A judge has ordered a smoker to stop lighting up

A judge has ordered a smoker to stop lighting up at home or in her car if she wants continued visitation rights with her 13-year-old son who has complained about her pack-a-day habit. "Where the child's health is involved," the judge said, "the court would intervene, even if it meant overriding the parents' religious beliefs." Is this in the best interest of the child or an intrusive ruling?
posted by phooey on Mar 26, 2002 - 104 comments

Alabama Chief Justice on homosexuality: "abhorrent, immoral, detestable, a crime against nature, and a violation of the laws of nature". The Christian Coalition applauded. This is the same judge who tacked up the Ten Commandments in his courtroom. I'm just happy we learned some lessons from the Taliban.
posted by owillis on Feb 20, 2002 - 80 comments

U.S. CONSIDERS MILITARY ACTION TO REMOVE SKATING JUDGES.

U.S. CONSIDERS MILITARY ACTION TO REMOVE SKATING JUDGES. I don't mean to pimp Borowitz again so soon... but damn. Best line from this: While the decision to use military force against the figure skating judges was Mr. Bush’s, sources say there was a split within the Administration as to the appropriateness of using U.S. troops and air power to change the results of an Olympic skating contest.... These sources indicate that Secretary of State Colin Powell favored using economic and diplomatic measures while Deputy Secretary of Defense Paul Wolfowitz advocated detaining and torturing the figure skating judges until they reversed their earlier decision.
posted by mattpusateri on Feb 13, 2002 - 3 comments

Judge to referee road hockey complaint.

Judge to referee road hockey complaint. HAMILTON, ONT. - A Hamilton man whose son likes to play road hockey will have to face off in court Monday against a neighbour who's fed up with stray tennis balls landing on her property.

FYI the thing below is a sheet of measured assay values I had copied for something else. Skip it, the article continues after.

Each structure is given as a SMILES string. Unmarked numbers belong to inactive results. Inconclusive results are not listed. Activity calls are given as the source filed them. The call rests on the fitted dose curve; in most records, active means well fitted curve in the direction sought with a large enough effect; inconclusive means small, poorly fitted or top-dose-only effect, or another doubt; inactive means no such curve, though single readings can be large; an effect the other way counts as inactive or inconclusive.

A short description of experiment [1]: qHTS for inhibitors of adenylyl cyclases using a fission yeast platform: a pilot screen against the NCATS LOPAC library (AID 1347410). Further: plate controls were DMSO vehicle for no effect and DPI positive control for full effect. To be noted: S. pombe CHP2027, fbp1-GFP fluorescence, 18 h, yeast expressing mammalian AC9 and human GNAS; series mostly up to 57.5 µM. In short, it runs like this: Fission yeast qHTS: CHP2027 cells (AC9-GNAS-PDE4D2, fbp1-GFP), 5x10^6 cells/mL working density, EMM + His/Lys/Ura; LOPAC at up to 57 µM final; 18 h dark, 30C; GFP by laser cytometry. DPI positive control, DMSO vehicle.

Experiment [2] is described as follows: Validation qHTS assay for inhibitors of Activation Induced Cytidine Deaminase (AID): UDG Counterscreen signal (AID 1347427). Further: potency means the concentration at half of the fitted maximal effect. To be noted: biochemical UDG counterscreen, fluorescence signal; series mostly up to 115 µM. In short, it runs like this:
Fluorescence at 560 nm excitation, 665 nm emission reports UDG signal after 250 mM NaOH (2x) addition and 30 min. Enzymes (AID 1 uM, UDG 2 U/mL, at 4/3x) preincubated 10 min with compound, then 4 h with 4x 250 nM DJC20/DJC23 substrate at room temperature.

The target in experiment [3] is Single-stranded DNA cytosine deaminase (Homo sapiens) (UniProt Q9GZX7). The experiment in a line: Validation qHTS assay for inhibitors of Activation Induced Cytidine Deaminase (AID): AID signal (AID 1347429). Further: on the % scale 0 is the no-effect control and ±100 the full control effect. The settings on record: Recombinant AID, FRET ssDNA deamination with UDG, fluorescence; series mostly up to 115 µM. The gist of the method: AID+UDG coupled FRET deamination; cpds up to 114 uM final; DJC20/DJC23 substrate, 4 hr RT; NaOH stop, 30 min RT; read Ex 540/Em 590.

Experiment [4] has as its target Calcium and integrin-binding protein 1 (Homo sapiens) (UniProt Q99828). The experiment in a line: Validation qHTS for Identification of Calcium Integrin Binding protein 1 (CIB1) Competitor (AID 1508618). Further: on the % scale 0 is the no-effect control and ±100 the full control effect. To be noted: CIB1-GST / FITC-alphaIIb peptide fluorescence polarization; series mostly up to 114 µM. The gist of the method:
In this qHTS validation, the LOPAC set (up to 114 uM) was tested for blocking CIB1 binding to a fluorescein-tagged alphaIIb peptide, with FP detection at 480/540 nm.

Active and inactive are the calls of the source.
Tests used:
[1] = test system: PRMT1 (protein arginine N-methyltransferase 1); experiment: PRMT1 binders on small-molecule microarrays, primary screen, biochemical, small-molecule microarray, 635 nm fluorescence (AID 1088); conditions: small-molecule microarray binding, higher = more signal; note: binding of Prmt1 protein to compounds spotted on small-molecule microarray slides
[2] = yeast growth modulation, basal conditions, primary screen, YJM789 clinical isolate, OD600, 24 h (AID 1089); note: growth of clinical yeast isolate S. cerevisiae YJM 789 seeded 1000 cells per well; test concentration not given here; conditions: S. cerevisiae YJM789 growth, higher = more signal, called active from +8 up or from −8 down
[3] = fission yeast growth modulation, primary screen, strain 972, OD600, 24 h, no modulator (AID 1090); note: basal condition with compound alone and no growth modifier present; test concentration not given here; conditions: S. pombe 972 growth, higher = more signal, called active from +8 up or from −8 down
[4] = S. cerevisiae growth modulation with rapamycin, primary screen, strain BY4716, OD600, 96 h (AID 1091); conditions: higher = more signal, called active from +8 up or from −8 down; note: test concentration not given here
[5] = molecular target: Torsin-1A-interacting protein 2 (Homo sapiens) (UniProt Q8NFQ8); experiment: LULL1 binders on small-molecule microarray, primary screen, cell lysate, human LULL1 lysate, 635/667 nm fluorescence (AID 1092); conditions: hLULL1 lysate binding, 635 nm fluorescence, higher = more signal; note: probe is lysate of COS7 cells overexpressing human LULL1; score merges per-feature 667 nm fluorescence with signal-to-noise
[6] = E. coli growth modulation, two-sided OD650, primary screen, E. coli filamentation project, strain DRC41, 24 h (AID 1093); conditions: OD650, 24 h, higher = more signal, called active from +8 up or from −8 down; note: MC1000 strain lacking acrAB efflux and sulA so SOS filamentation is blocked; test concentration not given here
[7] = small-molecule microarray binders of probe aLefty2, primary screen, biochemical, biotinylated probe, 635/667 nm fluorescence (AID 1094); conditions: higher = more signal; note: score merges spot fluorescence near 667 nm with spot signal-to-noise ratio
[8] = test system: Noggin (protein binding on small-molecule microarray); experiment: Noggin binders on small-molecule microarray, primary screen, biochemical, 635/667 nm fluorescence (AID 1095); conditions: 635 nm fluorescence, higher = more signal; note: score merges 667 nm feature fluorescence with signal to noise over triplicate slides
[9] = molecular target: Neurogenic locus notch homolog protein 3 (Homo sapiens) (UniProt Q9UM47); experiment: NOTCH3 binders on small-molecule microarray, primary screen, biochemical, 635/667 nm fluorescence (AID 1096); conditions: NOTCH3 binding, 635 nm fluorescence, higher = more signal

posted by mantaray on Jan 7, 2002 - 16 comments

Father Mychal Judge

Father Mychal Judge was the chaplain of NYFD, killed on 9/11. Read a little about him. (via andrewsullivan)
posted by marknau on Nov 8, 2001 - 24 comments

Judge Dismisses 300 Tickets Spawned by Red-Light Cameras.

Judge Dismisses 300 Tickets Spawned by Red-Light Cameras.
"Judge Ronald Styn of San Diego County Superior Court said the camera evidence was inadmissible..." Correct me if I'm wrong, but isn't this Halcyon's dad? Have you ever gotten a dreaded red-light camera ticket? Did you get out of it? Better question: Have you ever had to appear before Halcyon's dad?
posted by Hankins on Sep 5, 2001 - 18 comments

A California judge has ordered parents to pay $3,500 in monthly child support to their 50-year-old son.
posted by rcade on Aug 5, 2001 - 14 comments

Within a year, one authority expects, a judge will declare fingerprint evidence unscientific.

Within a year, one authority expects, a judge will declare fingerprint evidence unscientific. The Age of Genetics is upon us. I didn't know twins have identical DNA, but different fingerprints. And, for other reasons as well, fingerprinting will still be used. Just not the standard anymore.
posted by aflakete on Apr 8, 2001 - 4 comments

Pennsylvania school's anti-harassment code ruled too strict.

Pennsylvania school's anti-harassment code ruled too strict. The 3rd Circuit Court in Philadelphia struck down the State College Area School District's anti-harassment code yesterday, saying the policy restricted students' free-speech rights.
posted by darukaru on Feb 16, 2001 - 8 comments

Some people don't know when to keep their mouths shut.

Some people don't know when to keep their mouths shut. You'd think a judge of such long experience would know better. (Also this.)
posted by Steven Den Beste on Oct 10, 2000 - 0 comments